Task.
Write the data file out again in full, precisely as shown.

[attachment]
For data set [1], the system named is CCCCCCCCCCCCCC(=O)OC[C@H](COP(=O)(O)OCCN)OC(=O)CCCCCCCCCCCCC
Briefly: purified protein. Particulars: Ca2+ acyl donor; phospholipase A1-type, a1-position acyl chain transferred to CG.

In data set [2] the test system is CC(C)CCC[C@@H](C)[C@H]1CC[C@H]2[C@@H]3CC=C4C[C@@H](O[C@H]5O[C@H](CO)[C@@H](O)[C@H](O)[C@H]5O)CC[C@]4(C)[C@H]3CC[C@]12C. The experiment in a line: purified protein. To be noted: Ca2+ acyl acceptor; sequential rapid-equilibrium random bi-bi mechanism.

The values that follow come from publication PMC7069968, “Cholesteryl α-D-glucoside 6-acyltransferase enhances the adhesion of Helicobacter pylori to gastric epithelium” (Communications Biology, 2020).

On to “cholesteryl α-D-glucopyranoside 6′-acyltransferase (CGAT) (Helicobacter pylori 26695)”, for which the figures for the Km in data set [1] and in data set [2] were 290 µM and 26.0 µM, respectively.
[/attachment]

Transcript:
For data set [1], the system named is CCCCCCCCCCCCCC(=O)OC[C@H](COP(=O)(O)OCCN)OC(=O)CCCCCCCCCCCCC
Briefly: purified protein. Particulars: Ca2+ acyl donor; phospholipase A1-type, a1-position acyl chain transferred to CG.

In data set [2] the test system is CC(C)CCC[C@@H](C)[C@H]1CC[C@H]2[C@@H]3CC=C4C[C@@H](O[C@H]5O[C@H](CO)[C@@H](O)[C@H](O)[C@H]5O)CC[C@]4(C)[C@H]3CC[C@]12C. The experiment in a line: purified protein. To be noted: Ca2+ acyl acceptor; sequential rapid-equilibrium random bi-bi mechanism.

The values that follow come from publication PMC7069968, “Cholesteryl α-D-glucoside 6-acyltransferase enhances the adhesion of Helicobacter pylori to gastric epithelium” (Communications Biology, 2020).

On to “cholesteryl α-D-glucopyranoside 6′-acyltransferase (CGAT) (Helicobacter pylori 26695)”, for which the figures for the Km in data set [1] and in data set [2] were 290 µM and 26.0 µM, respectively.